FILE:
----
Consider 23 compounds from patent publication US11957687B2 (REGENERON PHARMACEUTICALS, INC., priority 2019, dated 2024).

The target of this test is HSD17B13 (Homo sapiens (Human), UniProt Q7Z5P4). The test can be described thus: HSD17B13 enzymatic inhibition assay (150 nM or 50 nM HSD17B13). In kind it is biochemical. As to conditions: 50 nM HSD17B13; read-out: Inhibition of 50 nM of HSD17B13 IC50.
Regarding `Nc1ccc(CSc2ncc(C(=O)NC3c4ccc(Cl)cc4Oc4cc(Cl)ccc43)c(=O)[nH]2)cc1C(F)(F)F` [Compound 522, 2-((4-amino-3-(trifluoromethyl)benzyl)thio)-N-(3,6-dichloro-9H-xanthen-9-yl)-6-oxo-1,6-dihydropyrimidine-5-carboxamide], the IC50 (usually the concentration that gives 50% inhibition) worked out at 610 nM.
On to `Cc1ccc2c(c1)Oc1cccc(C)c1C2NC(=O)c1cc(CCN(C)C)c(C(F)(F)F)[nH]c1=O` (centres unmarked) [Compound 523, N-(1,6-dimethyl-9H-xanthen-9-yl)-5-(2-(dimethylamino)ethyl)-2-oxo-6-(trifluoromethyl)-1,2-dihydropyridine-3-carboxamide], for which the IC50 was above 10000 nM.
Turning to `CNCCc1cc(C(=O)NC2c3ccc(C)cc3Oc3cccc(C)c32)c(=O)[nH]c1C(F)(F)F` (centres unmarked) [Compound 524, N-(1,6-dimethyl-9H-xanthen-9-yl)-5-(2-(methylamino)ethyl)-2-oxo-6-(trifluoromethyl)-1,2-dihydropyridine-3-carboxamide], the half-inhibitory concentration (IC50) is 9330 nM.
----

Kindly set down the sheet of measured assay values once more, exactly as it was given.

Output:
Consider 23 compounds from patent publication US11957687B2 (REGENERON PHARMACEUTICALS, INC., priority 2019, dated 2024).

The target of this test is HSD17B13 (Homo sapiens (Human), UniProt Q7Z5P4). The test can be described thus: HSD17B13 enzymatic inhibition assay (150 nM or 50 nM HSD17B13). In kind it is biochemical. As to conditions: 50 nM HSD17B13; read-out: Inhibition of 50 nM of HSD17B13 IC50.
Regarding `Nc1ccc(CSc2ncc(C(=O)NC3c4ccc(Cl)cc4Oc4cc(Cl)ccc43)c(=O)[nH]2)cc1C(F)(F)F` [Compound 522, 2-((4-amino-3-(trifluoromethyl)benzyl)thio)-N-(3,6-dichloro-9H-xanthen-9-yl)-6-oxo-1,6-dihydropyrimidine-5-carboxamide], the IC50 (usually the concentration that gives 50% inhibition) worked out at 610 nM.
On to `Cc1ccc2c(c1)Oc1cccc(C)c1C2NC(=O)c1cc(CCN(C)C)c(C(F)(F)F)[nH]c1=O` (centres unmarked) [Compound 523, N-(1,6-dimethyl-9H-xanthen-9-yl)-5-(2-(dimethylamino)ethyl)-2-oxo-6-(trifluoromethyl)-1,2-dihydropyridine-3-carboxamide], for which the IC50 was above 10000 nM.
Turning to `CNCCc1cc(C(=O)NC2c3ccc(C)cc3Oc3cccc(C)c32)c(=O)[nH]c1C(F)(F)F` (centres unmarked) [Compound 524, N-(1,6-dimethyl-9H-xanthen-9-yl)-5-(2-(methylamino)ethyl)-2-oxo-6-(trifluoromethyl)-1,2-dihydropyridine-3-carboxamide], the half-inhibitory concentration (IC50) is 9330 nM.